Lawmakers in India have begun taking a closer look at the country’s set of gambling laws. This week, the Delhi High Court discussed a petition to ban online gambling in India. The All India Gaming Federation (AIGF) stated their case that a ban on online gambling is unfair and won’t help the country.
The court questioned the AIGF on numerous points. Today, we’re going to look at exactly what this group is calling for. We’ll also look at the current set of gambling laws throughout India. Let’s get into it!
To say that gambling laws in India are confusing is an understatement. Over the past century, lawmakers in India have taken numerous approaches to regulate land-based and online gambling. The first real set of gambling laws here came in 1867 under the Public Gaming Act. This set of laws stated that all forms of gambling in the country were completely illegal.
Interestingly, the Public Gaming Act is still considered by many to be the country’s only real gambling legislation. In 1955, the government passed the Prize Competition Act which addresses all games:
“in which prizes are offered for the solution of any puzzle based upon the building up, arrangement, combination, or permutation of letters, words, or figures.”
Some feel that the Information Technology Act of 2000 bans online gambling in the country. As you can see, there is major confusion as to what forms of gambling are actually legal here. Not long ago, the Indian government decided to allow all states to set their own laws on the gambling industry.
Most states have completely banned gambling. Only Goa and Sikkim have embraced the gambling industry. The real confusion is on whether or not gambling online is based on skill or chance.
At the moment, the legality of online gambling through foreign sites lies in a gray area. Some states have outright banned it, while others turn a blind eye. The Delhi High Court is now beginning to discuss this issue.
A PIL was filed on May 20th to completely ban online gambling in India. Almost immediately, the AIGF began pushing against this. This group believes that making online gambling illegal is unfair to the states with more lenient gambling laws.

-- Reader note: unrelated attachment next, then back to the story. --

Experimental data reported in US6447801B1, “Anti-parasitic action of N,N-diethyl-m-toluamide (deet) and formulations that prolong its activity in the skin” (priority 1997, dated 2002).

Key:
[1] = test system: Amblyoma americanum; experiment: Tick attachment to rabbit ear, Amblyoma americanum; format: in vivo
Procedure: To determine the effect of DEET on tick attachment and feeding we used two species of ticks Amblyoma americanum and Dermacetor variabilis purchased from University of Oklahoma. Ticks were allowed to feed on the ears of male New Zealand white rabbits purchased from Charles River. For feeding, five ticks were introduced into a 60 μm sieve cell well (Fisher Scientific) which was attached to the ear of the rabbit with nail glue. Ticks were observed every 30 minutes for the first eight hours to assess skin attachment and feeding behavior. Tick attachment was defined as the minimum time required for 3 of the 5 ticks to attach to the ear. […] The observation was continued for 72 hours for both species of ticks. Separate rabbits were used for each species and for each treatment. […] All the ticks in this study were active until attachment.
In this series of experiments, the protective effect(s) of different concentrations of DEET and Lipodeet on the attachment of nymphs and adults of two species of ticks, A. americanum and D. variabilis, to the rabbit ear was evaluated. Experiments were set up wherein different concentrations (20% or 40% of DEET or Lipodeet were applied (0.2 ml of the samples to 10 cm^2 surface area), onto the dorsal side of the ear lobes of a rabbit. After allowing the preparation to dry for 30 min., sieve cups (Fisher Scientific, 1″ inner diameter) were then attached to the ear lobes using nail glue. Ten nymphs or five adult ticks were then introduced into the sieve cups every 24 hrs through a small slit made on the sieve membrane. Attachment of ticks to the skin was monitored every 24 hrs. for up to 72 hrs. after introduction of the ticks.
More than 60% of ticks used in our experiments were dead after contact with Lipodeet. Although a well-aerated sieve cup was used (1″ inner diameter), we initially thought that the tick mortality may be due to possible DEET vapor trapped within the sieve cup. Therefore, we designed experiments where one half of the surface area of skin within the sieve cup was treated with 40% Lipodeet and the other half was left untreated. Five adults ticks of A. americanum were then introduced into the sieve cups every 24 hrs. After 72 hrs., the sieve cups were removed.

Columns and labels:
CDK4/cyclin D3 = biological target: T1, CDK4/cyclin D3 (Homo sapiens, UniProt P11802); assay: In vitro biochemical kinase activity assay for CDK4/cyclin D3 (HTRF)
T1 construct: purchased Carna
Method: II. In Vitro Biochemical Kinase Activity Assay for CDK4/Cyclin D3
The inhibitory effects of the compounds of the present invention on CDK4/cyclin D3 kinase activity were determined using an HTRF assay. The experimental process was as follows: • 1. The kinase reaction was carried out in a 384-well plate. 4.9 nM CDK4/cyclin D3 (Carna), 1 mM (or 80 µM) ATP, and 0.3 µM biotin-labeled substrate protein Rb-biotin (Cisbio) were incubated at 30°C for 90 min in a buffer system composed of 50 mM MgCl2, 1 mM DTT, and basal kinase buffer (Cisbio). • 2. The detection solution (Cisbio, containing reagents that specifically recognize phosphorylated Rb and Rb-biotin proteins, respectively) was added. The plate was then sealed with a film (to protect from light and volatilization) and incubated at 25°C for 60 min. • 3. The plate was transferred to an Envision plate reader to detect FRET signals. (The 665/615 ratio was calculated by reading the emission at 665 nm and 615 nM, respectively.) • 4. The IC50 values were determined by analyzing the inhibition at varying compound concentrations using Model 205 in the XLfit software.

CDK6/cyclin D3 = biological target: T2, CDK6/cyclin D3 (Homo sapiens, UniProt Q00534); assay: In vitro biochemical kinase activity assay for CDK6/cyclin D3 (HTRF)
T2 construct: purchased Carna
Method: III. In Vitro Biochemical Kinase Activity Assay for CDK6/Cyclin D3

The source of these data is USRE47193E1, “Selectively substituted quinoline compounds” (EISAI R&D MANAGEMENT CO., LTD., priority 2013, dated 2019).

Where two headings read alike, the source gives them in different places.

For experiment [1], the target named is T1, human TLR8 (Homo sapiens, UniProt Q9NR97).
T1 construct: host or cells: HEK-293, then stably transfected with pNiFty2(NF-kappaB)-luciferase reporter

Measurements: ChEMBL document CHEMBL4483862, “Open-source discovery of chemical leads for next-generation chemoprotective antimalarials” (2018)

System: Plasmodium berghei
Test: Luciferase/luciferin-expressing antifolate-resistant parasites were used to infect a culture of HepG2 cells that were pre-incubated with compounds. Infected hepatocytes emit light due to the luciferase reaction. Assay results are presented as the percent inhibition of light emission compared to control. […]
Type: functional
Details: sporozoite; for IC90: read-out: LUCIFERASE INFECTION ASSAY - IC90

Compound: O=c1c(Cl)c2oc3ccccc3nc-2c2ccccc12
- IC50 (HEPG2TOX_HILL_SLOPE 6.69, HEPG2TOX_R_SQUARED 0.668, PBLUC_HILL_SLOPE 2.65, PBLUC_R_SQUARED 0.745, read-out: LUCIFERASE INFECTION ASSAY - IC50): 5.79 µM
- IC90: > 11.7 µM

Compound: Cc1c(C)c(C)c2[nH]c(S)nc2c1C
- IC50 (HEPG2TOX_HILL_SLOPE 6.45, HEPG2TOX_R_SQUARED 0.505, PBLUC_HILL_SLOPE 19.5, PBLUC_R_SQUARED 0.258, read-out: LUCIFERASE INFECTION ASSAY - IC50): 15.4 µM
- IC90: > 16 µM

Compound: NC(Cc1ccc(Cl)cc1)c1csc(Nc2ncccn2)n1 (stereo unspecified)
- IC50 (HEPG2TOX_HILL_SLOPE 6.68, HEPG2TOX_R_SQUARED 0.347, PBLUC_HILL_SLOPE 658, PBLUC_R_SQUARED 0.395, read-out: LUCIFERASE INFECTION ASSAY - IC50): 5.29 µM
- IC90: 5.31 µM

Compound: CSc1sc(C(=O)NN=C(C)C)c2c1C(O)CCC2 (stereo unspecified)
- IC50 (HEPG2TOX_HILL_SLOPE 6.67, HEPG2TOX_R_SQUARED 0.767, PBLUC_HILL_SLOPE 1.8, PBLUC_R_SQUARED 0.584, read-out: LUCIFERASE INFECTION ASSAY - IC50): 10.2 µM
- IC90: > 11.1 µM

Delhi High Court Chief Justice D.N. Patel questioned the AIGF on numerous points. Much of the discussion focused on whether or not gambling online was a game of skill or a game of chance. The AIGF argues that most of their online gambling options increase skill. The group pushing for an online gambling ban feels differently.
Justice Patel was quick to question the legitimacy of this statement.
“You (the AIGF) say gambling increases skill. What skill does gambling increase?”
The issue of taxes also came up. At the moment, gambling websites operating in India do not pay taxes to the government. According to the PIL, this leads to a loss of revenue and foreign exchange for the country.
There’s also concern that children will become addicted to gambling online. Regulation of online gambling is much harder than land-based gaming. The PIL believes that some sites actively target children with video game-like gambling options.
Back in May, Delhi’s High Court declined to ban online gambling in India. Justice Patel and Brijesh Sethi stated they need more information before a decision can be officially made. The PIL is certainly making its argument known.
This petition claims that gambling is already completely banned in the majority of states. It also claims that online gambling is more damaging to society than traditional brick-and-mortar gambling.
“ ‘Online gambling is a far worse evil than regular gambling,’ because its easily accessible, and can be played on the go. With advances in technology and increased internet access, even young adults and minors are susceptible to addiction to online betting. People can gamble savings away ‘without even leaving the house,’ ” it states.
At the moment, many of the top online gambling sites in Europe currently operate in India. Most of these websites offer a wide range of casino and sports betting options.
The call to ban online gambling in India continues. Delhi’s High Court has pushed back making an official decision until November. Make sure to stay tuned for updates on this situation!
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